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Bruce Willis stars in "Hudson Hawk," an action-comedy summer movie, that originated from an unpublished song.

From an unpublished song to a mega-budget movie . . . that is the evolution of "Hudson Hawk."The Tri-Star Pictures action-comedy, starring Bruce Willis as a reformed cat burglar blackmailed into stealing from the Vatican, is due out May 24.

It got its unlikely start 10 years ago in New York City, when musician Robert Kraft wrote a song about the wind that blows off the Hudson River, and shared it with his buddy - Willis, then a struggling actor.

They worked on the song over the years, developing characters and stories for it, which led to a film treatment, then a screenplay by Stephen De Souza and Daniel Waters.

"It all evolved from this one song into this incredible production," says Kraft, the film's executive producer and producer of both of Willis' albums. "It's really a dream come true."

Music is integral to the film: The offbeat Hawk, who disdains wearing a watch, gauges his intricate break-ins by singing songs that he has timed and memorized. During one, Willis and co-star Danny Aiello duet on "Swingin' on a Star."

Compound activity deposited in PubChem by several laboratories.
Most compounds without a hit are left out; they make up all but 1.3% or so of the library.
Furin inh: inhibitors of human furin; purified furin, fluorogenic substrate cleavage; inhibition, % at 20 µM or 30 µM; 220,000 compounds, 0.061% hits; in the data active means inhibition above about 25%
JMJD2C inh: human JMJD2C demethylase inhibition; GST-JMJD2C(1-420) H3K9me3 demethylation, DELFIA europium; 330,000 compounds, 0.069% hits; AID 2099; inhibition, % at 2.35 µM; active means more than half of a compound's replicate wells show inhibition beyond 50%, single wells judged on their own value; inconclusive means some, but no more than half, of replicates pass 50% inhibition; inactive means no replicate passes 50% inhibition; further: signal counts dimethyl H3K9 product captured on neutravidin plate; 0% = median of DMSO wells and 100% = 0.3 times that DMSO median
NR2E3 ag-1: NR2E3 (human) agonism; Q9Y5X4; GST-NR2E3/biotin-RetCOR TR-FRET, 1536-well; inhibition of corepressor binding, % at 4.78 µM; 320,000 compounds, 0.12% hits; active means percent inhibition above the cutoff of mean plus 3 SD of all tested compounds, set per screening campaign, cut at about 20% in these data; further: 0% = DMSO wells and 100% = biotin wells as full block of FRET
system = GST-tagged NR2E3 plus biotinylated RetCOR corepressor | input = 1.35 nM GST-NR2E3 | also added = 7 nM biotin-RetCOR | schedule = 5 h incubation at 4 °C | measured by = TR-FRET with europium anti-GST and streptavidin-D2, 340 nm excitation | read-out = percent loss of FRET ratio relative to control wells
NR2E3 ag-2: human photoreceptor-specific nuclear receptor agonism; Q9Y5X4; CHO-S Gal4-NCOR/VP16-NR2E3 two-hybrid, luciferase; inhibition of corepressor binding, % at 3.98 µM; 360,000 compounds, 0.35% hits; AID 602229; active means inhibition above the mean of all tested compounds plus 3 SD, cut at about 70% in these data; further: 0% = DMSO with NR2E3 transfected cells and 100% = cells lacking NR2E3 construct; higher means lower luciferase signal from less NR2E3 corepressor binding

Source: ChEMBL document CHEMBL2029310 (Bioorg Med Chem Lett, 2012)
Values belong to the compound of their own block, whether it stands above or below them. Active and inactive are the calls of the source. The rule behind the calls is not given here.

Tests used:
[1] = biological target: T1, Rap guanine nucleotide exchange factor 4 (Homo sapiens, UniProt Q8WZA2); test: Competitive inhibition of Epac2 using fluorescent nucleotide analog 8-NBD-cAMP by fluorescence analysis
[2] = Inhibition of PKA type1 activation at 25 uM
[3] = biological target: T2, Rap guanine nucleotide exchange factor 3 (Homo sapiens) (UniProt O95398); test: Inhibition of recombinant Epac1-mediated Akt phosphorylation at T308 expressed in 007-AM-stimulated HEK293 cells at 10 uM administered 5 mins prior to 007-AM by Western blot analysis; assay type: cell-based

Kraft, who produced the Oscar- and Grammy-winning sound track of "The Little Mermaid," says a deal is imminent for a "Hawk" album. It will include warbling by Willis and Aiello and other classics by Bing Crosby and Frank Sinatra. Negotiations are also under way with a "major artist" to sing "Hudson Hawk" over the end titles.

The Joel Silver production was shot over five months on locations here and in Europe, and published reports have put the budget at over $70 million.

"We went a tad over but not as extreme as reported," Kraft insists. "We're right at $44 million at this point." -JOHN M. WILSON

- Ray Manzarek Slams `The Doors' HOLLYWOOD - "Oliver Stone has assassinated Jim Morrison."

That is how one of the real Doors reviews the Jim Morrison film biography.

Ray Manzarek, the real-life keyboardist for the Doors, was legally bound from commenting on Oliver Stone's movie about the legendary rocker before its release. Now he's been unleashed.

"The film portrays Jim as a violent, drunken fool," Manzarek says. "That wasn't Jim. When I walked out of the movie, I thought, `Geez, who was that jerk?' "

Manzarek believes Val Kilmer's portrayal of Morrison was "adequate - a nice attempt." And that the lavish, re-created Doors concert footage was "brilliantly filmed, although over-amped and sensationalistic."

But he insists that the movie fails to capture his band's artistic vision. "The film comes from the entirely wrong philosophical base. The Doors were about idealism and the '60s quest for freedom and brotherhood. But the film isn't based on love. It's based in madness and chaos. Oliver has made Jim into an agent of destruction."